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Background: Published data suggest a lack of correlation between antimicrobial susceptibility testing (AST) of respiratory cultures and clinical outcomes in people with cystic fibrosis (CF). Nevertheless, AST is recommended by the CF Foundation (CFF) and the Cystic Fibrosis Trust. A survey of CF center program directors was conducted to understand how susceptibility testing is performed in North American CF centers. Methods: A survey was sent by the CFF to North American CF program directors and pharmacists via a CFF email distribution list. A reminder email was sent 2 weeks later. The survey was conducted using the online platform Survey Monkey, and responses were anonymous. Results: The survey of pharmacists is to be completed. The survey was completed by 36 of the 111 (32%) program directors who opened the email invitation. Two program directors provide care for fewer than 50 people with CF (6%),13 for 50 to 100 people (36%),10 for 100 to 200 people (28%), 4 for 200 to 300 people (11%), and 7 for more than 300 people (19%). In describing current AST practices, 3 CF centers (8%) had all susceptibility testing performed by a reference microbiology laboratory rather than an internal laboratory. AST methods included automated susceptibility testing (22, 67%), disk diffusion (17, 52%), and broth/microbroth dilution (14, 42%). Regarding frequency of obtaining respiratory cultures, 34 respondents reported obtaining respiratory cultures at each ambulatory care visit (94%), and 19 respondents obtained respiratory cultures during inpatient admission (53%). Thirty-three respondents (92%) reported obtaining identification and susceptibility testing for each respiratory culture collected. The remaining 3 respondents reported variable practices for susceptibility testing based on previous culture history. When asked about ideal AST practices, 21 respondents (58%) recommended susceptibility testing on every respiratory culture. If susceptibility testing was not performed on every culture, respondents recommended susceptibility testing at least once per year (8, 50%), each time a new isolate is identified (10, 63%), and as needed for a change in symptoms or clinical status during ambulatory care visits (8, 50%). Respondents reported using susceptibility data to inform clinical decisions, including initiation of antibiotic therapy for new isolates (30, 83%), initiation of antibiotics to treat pulmonary exacerbations (31, 86%), and for individuals with multidrug-resistant infections or a history of adverse drug reactions (31, 86%). Conclusion: The association between AST and clinical outcomes in CF is unclear, but most CF centers conduct routine susceptibility testing for each isolate as part of their standard of care. Almost half of program directors believed that AST was not needed for every culture. Finally, most program directors reported using AST data to inform clinical decisions. For these reasons, additional studies are needed to assess correlations more fully between ASTand clinical outcomes, and the cost-effectiveness of AST for all isolates should be assessed.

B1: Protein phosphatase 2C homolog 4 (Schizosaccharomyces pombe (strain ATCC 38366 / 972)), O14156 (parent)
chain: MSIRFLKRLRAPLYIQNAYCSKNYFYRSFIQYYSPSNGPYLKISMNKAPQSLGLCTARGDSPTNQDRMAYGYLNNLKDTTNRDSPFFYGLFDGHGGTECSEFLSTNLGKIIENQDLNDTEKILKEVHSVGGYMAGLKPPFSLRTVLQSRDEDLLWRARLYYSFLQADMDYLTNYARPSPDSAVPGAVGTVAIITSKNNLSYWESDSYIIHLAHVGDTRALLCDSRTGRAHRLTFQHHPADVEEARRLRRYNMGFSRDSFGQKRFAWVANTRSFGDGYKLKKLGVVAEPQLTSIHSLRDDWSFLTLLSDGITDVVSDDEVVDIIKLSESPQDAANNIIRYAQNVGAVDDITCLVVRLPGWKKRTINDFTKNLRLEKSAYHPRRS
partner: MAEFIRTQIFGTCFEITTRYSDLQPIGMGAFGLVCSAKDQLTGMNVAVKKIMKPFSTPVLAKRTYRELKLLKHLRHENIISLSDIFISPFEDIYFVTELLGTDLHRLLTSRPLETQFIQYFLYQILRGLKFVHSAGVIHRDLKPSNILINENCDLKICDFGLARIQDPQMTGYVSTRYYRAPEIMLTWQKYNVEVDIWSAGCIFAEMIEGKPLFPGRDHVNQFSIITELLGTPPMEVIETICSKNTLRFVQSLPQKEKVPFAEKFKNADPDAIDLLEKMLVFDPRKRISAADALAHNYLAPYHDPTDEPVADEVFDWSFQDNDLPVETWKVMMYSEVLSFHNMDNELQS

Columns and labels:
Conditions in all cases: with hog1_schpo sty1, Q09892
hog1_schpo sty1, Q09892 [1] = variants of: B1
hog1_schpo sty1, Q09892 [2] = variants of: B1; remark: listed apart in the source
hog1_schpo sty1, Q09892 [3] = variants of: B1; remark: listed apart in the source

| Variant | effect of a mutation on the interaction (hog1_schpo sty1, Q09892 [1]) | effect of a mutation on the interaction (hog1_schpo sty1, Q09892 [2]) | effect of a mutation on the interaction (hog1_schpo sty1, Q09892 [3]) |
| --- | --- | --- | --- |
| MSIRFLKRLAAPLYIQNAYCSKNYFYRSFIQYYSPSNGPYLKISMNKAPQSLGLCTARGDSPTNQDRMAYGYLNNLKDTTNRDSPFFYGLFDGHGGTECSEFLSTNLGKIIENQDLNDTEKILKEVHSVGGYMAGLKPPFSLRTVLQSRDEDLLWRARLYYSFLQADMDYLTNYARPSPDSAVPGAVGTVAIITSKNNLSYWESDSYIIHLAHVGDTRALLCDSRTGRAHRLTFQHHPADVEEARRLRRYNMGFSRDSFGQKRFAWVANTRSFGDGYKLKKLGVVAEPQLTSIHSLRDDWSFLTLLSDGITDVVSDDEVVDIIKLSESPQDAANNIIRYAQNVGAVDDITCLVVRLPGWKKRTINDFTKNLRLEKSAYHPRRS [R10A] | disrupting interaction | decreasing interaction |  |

Medicine and Health Sciences


Presented at the North American Cystic Fibrosis Conference, November 2-5, 2021, Virtual.

Antimicrobial susceptibility testing practices at cystic fibrosis care centers